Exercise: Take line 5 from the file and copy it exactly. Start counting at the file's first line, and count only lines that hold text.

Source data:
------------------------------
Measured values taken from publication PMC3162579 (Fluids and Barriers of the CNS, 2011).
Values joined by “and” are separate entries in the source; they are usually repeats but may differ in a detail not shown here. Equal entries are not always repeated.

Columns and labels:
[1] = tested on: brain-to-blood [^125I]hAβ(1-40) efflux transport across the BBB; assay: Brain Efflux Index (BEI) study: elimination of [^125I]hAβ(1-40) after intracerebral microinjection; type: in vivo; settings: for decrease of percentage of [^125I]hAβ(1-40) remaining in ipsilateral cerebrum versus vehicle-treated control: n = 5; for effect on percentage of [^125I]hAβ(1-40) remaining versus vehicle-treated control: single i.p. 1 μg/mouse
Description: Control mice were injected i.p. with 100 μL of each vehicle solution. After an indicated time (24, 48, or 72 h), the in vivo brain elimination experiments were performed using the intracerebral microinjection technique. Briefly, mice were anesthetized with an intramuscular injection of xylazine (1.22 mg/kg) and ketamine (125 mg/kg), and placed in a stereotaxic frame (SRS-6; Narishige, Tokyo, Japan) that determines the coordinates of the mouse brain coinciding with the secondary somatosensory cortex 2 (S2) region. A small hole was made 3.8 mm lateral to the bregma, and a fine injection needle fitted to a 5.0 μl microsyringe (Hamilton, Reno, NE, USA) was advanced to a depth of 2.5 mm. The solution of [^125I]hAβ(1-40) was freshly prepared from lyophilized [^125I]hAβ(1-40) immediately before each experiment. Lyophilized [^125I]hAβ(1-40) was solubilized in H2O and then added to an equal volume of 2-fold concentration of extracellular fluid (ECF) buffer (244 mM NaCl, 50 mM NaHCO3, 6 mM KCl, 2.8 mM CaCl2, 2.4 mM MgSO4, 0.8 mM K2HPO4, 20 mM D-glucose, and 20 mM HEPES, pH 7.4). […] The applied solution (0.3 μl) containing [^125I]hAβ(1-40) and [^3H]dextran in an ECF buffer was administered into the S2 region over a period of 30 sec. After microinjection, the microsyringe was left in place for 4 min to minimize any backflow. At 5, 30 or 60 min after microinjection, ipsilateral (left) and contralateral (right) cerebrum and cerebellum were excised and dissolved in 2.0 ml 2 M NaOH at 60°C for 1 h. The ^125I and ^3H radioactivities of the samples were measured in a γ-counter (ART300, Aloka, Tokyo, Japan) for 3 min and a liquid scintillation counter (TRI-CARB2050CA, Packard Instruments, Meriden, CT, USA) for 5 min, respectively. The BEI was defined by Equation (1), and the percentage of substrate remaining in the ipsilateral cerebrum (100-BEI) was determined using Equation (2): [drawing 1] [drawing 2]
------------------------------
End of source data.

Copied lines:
Description: Control mice were injected i.p. with 100 μL of each vehicle solution. After an indicated time (24, 48, or 72 h), the in vivo brain elimination experiments were performed using the intracerebral microinjection technique. Briefly, mice were anesthetized with an intramuscular injection of xylazine (1.22 mg/kg) and ketamine (125 mg/kg), and placed in a stereotaxic frame (SRS-6; Narishige, Tokyo, Japan) that determines the coordinates of the mouse brain coinciding with the secondary somatosensory cortex 2 (S2) region. A small hole was made 3.8 mm lateral to the bregma, and a fine injection needle fitted to a 5.0 μl microsyringe (Hamilton, Reno, NE, USA) was advanced to a depth of 2.5 mm. The solution of [^125I]hAβ(1-40) was freshly prepared from lyophilized [^125I]hAβ(1-40) immediately before each experiment. Lyophilized [^125I]hAβ(1-40) was solubilized in H2O and then added to an equal volume of 2-fold concentration of extracellular fluid (ECF) buffer (244 mM NaCl, 50 mM NaHCO3, 6 mM KCl, 2.8 mM CaCl2, 2.4 mM MgSO4, 0.8 mM K2HPO4, 20 mM D-glucose, and 20 mM HEPES, pH 7.4). […] The applied solution (0.3 μl) containing [^125I]hAβ(1-40) and [^3H]dextran in an ECF buffer was administered into the S2 region over a period of 30 sec. After microinjection, the microsyringe was left in place for 4 min to minimize any backflow. At 5, 30 or 60 min after microinjection, ipsilateral (left) and contralateral (right) cerebrum and cerebellum were excised and dissolved in 2.0 ml 2 M NaOH at 60°C for 1 h. The ^125I and ^3H radioactivities of the samples were measured in a γ-counter (ART300, Aloka, Tokyo, Japan) for 3 min and a liquid scintillation counter (TRI-CARB2050CA, Packard Instruments, Meriden, CT, USA) for 5 min, respectively. The BEI was defined by Equation (1), and the percentage of substrate remaining in the ipsilateral cerebrum (100-BEI) was determined using Equation (2): [drawing 1] [drawing 2]